NEW YORK, July 23, 2014 /PRNewswire-iReach/ -- It's easy to assume that anti-corruption laws for every country in which you do business are similar to those of your home country. However, such an assumption can have negative consequences. In reality, due to the variances in cultural practices and legal systems, no two countries' anti-corruption laws are alike. If your organization does business in China, you may want to reevaluate your compliance program to ensure that you have accounted for China's singular—and severe—anticorruption regulations, particularly as President Xi Jinping's campaign against corruption has been more drastic than anticipated.1
Following are some key differences between the United States (U.S.) anticorruption law—the Foreign Corrupt Practices Act (FCPA)—and the regulations in place in China.
One Law vs. a Set of Laws
The FCPA is a single U.S. federal law that provides the guidelines for American companies doing business abroad, and for international companies with a presence in the U.S. This centralized structure simplifies the process of ensuring compliance. China's anticorruption rules, in contrast, are not confined to a single law, but cross several laws and regulations including the Criminal Law, Anti-unfair Competition Law and Provisional Measures on the Prohibition of Commercial Bribery, among other laws and judicial decisions.2 Each law covers a different aspect of corruption, making it critical to have a China-specific compliance program that covers all of these laws.
Definition of Prohibited Conduct
Not only are U.S. anticorruption rules more centralized than China's; they also more clearly define the kinds of actions they prohibit. According to the FCPA, the giving of payments or gifts "of value" to foreign officials to motivate them to use their position "to assist . . . in obtaining or retaining business for or with, or directing business to, any person" is illegal.3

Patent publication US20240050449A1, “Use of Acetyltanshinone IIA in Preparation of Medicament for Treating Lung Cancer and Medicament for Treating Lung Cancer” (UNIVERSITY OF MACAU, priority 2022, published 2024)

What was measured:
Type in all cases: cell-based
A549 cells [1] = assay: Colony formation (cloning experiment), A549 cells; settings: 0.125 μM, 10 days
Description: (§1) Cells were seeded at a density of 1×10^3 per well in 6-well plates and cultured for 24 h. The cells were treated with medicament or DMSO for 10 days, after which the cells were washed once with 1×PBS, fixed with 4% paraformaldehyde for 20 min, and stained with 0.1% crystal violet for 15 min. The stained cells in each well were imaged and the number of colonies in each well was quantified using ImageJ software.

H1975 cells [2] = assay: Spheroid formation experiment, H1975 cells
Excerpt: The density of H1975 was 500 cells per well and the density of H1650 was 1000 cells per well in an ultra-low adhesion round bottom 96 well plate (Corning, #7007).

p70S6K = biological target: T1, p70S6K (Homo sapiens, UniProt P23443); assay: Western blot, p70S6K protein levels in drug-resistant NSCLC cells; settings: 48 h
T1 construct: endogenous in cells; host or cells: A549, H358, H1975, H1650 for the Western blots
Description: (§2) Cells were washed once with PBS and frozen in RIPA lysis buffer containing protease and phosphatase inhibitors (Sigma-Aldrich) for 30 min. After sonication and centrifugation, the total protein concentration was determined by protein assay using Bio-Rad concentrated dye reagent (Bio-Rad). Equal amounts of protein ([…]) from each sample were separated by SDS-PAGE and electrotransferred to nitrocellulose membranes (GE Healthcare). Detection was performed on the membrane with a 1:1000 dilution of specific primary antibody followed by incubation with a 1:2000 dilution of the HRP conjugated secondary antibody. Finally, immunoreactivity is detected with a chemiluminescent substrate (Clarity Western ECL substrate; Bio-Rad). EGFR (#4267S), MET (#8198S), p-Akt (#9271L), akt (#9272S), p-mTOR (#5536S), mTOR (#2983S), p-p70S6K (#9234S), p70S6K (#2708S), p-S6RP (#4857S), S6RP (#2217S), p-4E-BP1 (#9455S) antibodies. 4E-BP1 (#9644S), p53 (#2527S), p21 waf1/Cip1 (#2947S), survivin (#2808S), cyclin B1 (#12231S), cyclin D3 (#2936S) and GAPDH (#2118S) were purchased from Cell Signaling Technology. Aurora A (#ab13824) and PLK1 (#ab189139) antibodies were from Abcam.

For example, under the FCPA, it is illegal to bribe a foreign official to bypass customs regulations or to secure a commercial contract.4 China's anticorruption laws are not nearly as concise. Instead, they prohibit the giving of "money or property" to foreign officials in exchange for commercial benefits, with property being defined as "any tangible or intangible good that can be quantified with a monetary value, such as gift cards, travel expenses and meals."5 Further complicating this broad definition, gift giving is a pervasive tradition in Chinese culture, making it difficult to discern the difference between a bribe and gift given with no expectations.
The punishment that violators are subject to highlights another striking difference between the FCPA and China's anticorruption laws. The FCPA's penalties for not complying are primarily financial, with the maximum possible fine for a company set at $25 million.6 Imprisonment is also a possibility, but the maximum possible sentence is only 20 years, with the longest sentence served to date being 15 years.7
In stark contrast, Chinese anti-corruption fines are relatively low, with most of the monetary repercussions taking the form of confiscation of property, regardless of whether it was obtained legally.8 The real danger of noncompliance is the potential of life imprisonment, which is not present under the FCPA.9
In consideration of the severity of China's punishments for corruption, it is an absolute necessity to understand local anticorruption laws when conducting business there. Protecting your organization against allegations of corruption by the Chinese government requires careful planning and a concisely documented compliance program that addresses the complexities of Chinese anticorruption laws.
You will also need to translate the program's materials to ensure that all employees and associates in China understand your policies. For maximum efficiency and effectiveness, work with a language services provider whose professionals have experience translating legal documents into Chinese and a familiarity with Chinese law and culture.
1 Dexter Roberts, "In China, Xi's Anticorruption Drive Totes Up Big Numbers," Bloomberg Businessweek, April 10, 2014, http://www.businessweek.com/articles/2014-04-10/in-china-xis-anticorruption-drive-nabs-elite-low-ranks-alike (accessed June 16, 2014).
2 Wantao Yang, Emilia Shi, Timothy P. Peterson, and Robertson Park, "Understanding China's Approach to Anticorruption," Corporate Counsel, January 28, 2014, http://www.corpcounsel.com/id=1202640153717/Understanding-Chinas-Approach-to-Anticorruption (accessed June 16, 2014).
3 Criminal Division of the U.S. Department of Justice and the Enforcement Division of the U.S. Securities and Exchange Commission, A Resource Guide to the U.S. Foreign Corrupt Practices Act, November 14, 2012, http://www.justice.gov/criminal/fraud/fcpa/guide.pdf (accessed June 16, 2014).
5 Kyle Sullivan, "US Companies in China Feel the Heat from Anticorruption Push," China Business Review, October 1, 2011, http://www.chinabusinessreview.com/us-companies-in-china-feel-the-heat-from-anticorruption-push (accessed June 16, 2014).
6 "Understanding China's Approach to Anticorruption."
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